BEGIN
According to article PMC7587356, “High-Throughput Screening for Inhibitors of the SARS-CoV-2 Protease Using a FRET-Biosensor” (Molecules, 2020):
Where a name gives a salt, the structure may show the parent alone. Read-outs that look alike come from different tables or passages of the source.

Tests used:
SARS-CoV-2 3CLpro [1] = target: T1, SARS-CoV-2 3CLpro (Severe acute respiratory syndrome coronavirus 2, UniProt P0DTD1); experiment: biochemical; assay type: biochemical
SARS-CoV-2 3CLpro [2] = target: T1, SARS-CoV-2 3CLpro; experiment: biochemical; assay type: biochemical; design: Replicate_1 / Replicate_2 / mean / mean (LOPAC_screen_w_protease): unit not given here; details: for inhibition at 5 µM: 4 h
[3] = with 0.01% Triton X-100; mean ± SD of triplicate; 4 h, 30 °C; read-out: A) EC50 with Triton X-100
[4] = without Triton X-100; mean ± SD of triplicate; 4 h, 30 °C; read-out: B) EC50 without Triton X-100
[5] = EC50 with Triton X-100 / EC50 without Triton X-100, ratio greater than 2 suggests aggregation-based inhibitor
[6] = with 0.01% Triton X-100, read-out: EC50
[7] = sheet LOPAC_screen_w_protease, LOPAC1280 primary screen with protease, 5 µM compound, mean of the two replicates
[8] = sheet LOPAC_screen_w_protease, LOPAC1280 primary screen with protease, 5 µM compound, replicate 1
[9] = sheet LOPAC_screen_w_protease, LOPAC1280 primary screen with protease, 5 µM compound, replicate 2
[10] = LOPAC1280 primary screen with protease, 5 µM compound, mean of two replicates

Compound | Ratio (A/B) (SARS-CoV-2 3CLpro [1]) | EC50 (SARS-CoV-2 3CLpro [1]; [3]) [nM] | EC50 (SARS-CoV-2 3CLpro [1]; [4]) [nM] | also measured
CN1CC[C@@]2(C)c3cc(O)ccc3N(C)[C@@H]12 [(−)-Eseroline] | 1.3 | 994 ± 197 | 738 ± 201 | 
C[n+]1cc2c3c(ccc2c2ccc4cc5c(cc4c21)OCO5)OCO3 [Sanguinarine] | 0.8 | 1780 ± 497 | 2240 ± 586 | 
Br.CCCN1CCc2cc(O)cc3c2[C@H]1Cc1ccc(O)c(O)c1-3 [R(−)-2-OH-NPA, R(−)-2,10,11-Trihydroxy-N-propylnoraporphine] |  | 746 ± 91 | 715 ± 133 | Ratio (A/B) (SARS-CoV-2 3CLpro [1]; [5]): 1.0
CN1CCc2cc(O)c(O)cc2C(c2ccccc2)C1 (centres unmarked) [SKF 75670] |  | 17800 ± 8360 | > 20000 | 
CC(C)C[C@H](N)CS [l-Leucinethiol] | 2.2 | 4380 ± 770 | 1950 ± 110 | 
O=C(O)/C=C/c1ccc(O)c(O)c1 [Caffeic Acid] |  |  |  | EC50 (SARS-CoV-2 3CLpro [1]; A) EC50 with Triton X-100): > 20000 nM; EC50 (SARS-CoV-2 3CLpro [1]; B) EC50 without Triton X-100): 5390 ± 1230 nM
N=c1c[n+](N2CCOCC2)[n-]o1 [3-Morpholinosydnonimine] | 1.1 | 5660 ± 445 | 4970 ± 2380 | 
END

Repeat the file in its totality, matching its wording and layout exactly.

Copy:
According to article PMC7587356, “High-Throughput Screening for Inhibitors of the SARS-CoV-2 Protease Using a FRET-Biosensor” (Molecules, 2020):
Where a name gives a salt, the structure may show the parent alone. Read-outs that look alike come from different tables or passages of the source.

Tests used:
SARS-CoV-2 3CLpro [1] = target: T1, SARS-CoV-2 3CLpro (Severe acute respiratory syndrome coronavirus 2, UniProt P0DTD1); experiment: biochemical; assay type: biochemical
SARS-CoV-2 3CLpro [2] = target: T1, SARS-CoV-2 3CLpro; experiment: biochemical; assay type: biochemical; design: Replicate_1 / Replicate_2 / mean / mean (LOPAC_screen_w_protease): unit not given here; details: for inhibition at 5 µM: 4 h
[3] = with 0.01% Triton X-100; mean ± SD of triplicate; 4 h, 30 °C; read-out: A) EC50 with Triton X-100
[4] = without Triton X-100; mean ± SD of triplicate; 4 h, 30 °C; read-out: B) EC50 without Triton X-100
[5] = EC50 with Triton X-100 / EC50 without Triton X-100, ratio greater than 2 suggests aggregation-based inhibitor
[6] = with 0.01% Triton X-100, read-out: EC50
[7] = sheet LOPAC_screen_w_protease, LOPAC1280 primary screen with protease, 5 µM compound, mean of the two replicates
[8] = sheet LOPAC_screen_w_protease, LOPAC1280 primary screen with protease, 5 µM compound, replicate 1
[9] = sheet LOPAC_screen_w_protease, LOPAC1280 primary screen with protease, 5 µM compound, replicate 2
[10] = LOPAC1280 primary screen with protease, 5 µM compound, mean of two replicates

Compound | Ratio (A/B) (SARS-CoV-2 3CLpro [1]) | EC50 (SARS-CoV-2 3CLpro [1]; [3]) [nM] | EC50 (SARS-CoV-2 3CLpro [1]; [4]) [nM] | also measured
CN1CC[C@@]2(C)c3cc(O)ccc3N(C)[C@@H]12 [(−)-Eseroline] | 1.3 | 994 ± 197 | 738 ± 201 | 
C[n+]1cc2c3c(ccc2c2ccc4cc5c(cc4c21)OCO5)OCO3 [Sanguinarine] | 0.8 | 1780 ± 497 | 2240 ± 586 | 
Br.CCCN1CCc2cc(O)cc3c2[C@H]1Cc1ccc(O)c(O)c1-3 [R(−)-2-OH-NPA, R(−)-2,10,11-Trihydroxy-N-propylnoraporphine] |  | 746 ± 91 | 715 ± 133 | Ratio (A/B) (SARS-CoV-2 3CLpro [1]; [5]): 1.0
CN1CCc2cc(O)c(O)cc2C(c2ccccc2)C1 (centres unmarked) [SKF 75670] |  | 17800 ± 8360 | > 20000 | 
CC(C)C[C@H](N)CS [l-Leucinethiol] | 2.2 | 4380 ± 770 | 1950 ± 110 | 
O=C(O)/C=C/c1ccc(O)c(O)c1 [Caffeic Acid] |  |  |  | EC50 (SARS-CoV-2 3CLpro [1]; A) EC50 with Triton X-100): > 20000 nM; EC50 (SARS-CoV-2 3CLpro [1]; B) EC50 without Triton X-100): 5390 ± 1230 nM
N=c1c[n+](N2CCOCC2)[n-]o1 [3-Morpholinosydnonimine] | 1.1 | 5660 ± 445 | 4970 ± 2380 | 